Zinabu Abamecha

From Agaro, we drove southwest towards the town of Bunga, which lies in the heart of the Kaffa/Keffa zone. In Bunga, we stayed in an old bungalow resort that has seen better days. Formerly a place that had allegedly accommodated even the Ethiopian president, it now had very few visitors, and its premises had begun to fall apart. This says a lot about the tourism in this beautiful and peaceful area – there is none. The only foreigners I have ever met in Bunga have been working in coffee.

A coffee producer in his coffee nursery

Zinabu has a large forest farm that he has organized well. It’s a magnificent place, rich in flora and fauna. The 40-hectare compound is set up in sectors from refurbished parts yielding high to fully forest-covered parts that are tougher to access. He has a modern Penagos eco pulper, enabling both honey and washed processing with very low water consumption. 

Again, a goat was cooked to welcome us. Zinabu also had gone out of his way by getting us a crate of half-a-litre pilsners to be enjoyed with the hefty lunch. We are, after all, a roastery from Germany.

While we ate, Zinabu reeled us back two years. He had certified the farm as organic and built a massive nursery to support his replanting, and to enable distribution to the neighbouring communities. The refurbishment is ongoing, and the plan is to plant the whole farm in a few years. He has a community of producers selling him cherry to produce larger volumes and he plans to certify some of their land as organic.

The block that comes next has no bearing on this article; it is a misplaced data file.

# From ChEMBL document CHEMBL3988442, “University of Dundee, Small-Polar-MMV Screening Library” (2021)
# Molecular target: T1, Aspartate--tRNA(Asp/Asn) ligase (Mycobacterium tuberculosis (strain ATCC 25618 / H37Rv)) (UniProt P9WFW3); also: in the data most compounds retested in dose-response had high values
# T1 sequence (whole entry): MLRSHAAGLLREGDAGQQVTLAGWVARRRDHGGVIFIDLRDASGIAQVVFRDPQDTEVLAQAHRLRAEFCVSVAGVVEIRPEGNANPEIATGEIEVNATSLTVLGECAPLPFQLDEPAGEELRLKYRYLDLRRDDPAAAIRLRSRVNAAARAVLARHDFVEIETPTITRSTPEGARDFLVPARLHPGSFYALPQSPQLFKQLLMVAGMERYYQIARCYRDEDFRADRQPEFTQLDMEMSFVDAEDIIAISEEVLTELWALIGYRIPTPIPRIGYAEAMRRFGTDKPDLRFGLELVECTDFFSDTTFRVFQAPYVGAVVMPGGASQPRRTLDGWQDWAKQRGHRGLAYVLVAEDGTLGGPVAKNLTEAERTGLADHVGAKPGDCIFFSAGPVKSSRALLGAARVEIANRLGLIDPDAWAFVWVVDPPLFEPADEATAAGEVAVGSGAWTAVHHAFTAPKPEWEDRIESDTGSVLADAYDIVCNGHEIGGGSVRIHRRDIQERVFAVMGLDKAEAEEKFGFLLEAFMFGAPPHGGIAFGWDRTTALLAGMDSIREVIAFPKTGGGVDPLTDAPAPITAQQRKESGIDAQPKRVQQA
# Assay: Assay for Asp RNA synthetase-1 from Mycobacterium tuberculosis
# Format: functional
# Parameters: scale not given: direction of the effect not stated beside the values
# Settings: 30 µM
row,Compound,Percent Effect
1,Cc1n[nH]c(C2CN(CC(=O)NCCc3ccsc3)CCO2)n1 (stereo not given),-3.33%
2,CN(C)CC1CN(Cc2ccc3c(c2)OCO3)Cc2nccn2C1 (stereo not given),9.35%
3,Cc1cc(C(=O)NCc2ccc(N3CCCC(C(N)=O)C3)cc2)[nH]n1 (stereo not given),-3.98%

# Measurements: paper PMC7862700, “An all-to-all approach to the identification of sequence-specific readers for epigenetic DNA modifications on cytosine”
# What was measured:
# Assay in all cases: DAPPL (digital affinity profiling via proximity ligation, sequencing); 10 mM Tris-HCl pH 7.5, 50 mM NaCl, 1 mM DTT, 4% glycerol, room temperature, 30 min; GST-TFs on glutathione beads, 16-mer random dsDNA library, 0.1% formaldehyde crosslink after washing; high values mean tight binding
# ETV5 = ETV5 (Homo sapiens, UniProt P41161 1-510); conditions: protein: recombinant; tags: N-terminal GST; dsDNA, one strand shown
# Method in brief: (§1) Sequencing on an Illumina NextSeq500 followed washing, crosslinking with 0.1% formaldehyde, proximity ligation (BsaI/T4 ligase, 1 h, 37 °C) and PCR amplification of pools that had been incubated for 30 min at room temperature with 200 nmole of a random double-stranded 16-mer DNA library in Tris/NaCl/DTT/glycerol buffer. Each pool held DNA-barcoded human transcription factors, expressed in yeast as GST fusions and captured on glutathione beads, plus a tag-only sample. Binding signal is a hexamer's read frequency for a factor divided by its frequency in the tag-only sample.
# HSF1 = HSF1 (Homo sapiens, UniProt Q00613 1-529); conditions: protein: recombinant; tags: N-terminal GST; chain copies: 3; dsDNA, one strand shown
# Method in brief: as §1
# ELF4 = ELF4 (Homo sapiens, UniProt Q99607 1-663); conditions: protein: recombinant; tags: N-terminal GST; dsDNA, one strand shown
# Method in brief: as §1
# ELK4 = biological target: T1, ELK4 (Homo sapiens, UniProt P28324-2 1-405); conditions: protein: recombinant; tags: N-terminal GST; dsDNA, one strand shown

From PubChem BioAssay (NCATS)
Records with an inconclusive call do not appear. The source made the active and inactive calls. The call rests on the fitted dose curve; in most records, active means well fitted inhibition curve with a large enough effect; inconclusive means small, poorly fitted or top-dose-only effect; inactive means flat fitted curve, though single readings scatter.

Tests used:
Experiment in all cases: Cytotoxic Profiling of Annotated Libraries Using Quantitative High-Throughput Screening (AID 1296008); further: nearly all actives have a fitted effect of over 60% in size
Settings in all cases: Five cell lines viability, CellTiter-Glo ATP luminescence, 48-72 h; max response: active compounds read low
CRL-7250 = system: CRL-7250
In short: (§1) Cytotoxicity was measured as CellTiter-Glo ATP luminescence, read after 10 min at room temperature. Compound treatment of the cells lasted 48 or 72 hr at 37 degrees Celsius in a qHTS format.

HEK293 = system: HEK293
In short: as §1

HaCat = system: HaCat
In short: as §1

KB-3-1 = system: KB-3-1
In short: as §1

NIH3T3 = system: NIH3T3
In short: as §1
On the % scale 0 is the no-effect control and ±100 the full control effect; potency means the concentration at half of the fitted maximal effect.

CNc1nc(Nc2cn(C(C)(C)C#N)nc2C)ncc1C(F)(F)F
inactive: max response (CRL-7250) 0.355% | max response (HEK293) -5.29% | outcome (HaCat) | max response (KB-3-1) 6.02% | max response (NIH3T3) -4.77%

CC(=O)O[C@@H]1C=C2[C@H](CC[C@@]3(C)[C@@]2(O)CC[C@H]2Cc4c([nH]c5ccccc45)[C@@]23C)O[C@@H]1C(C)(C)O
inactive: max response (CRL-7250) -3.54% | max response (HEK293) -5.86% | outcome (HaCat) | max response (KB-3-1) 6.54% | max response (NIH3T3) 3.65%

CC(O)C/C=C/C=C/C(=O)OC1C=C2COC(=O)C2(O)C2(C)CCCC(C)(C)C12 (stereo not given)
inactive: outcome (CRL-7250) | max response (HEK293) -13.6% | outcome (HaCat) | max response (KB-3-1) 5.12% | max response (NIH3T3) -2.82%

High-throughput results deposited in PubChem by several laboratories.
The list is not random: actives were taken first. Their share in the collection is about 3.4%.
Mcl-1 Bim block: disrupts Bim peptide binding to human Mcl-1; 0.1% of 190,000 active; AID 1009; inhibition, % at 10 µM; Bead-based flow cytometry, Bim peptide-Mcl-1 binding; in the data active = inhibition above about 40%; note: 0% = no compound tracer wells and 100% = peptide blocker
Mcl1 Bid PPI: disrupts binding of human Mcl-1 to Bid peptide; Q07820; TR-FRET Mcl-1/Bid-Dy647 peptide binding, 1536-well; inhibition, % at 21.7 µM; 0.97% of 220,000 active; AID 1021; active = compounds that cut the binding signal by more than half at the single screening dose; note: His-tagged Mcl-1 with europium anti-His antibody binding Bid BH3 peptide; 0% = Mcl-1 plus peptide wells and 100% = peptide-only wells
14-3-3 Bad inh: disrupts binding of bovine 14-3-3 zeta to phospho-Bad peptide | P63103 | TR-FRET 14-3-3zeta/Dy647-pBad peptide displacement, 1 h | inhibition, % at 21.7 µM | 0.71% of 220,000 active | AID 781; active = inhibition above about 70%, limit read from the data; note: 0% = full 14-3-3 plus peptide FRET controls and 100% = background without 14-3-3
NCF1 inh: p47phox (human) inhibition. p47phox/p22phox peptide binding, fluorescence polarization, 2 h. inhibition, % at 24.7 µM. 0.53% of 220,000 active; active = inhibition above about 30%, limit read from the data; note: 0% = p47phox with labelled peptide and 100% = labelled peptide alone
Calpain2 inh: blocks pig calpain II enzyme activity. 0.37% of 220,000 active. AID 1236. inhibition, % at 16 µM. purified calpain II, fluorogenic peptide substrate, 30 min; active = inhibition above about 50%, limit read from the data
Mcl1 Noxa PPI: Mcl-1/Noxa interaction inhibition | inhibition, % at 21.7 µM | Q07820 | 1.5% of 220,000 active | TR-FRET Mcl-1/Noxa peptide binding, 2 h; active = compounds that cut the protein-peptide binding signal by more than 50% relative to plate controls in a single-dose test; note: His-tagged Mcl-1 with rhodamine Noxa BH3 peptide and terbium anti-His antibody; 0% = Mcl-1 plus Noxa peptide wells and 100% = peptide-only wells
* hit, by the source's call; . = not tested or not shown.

This time, I wanted to visit the remote part of the farm. We walked through thick undergrowth, where coffee trees grew long and bent towards the sun. These under-shade trees have generally low yields as they create fewer primary branches. Zinabu was already planting seedlings between the trees to improve future volumes. While walking under the shade tree canopy, Colobus monkeys jumped above our heads, and the farm staff had to use knives to hack our way through the undergrowth. After a hike, we reached the highest part of the farm, which was fully in a natural state. I couldn’t help but think that this was very close to the humid, cool, and shaded climate where Arabica coffee was born.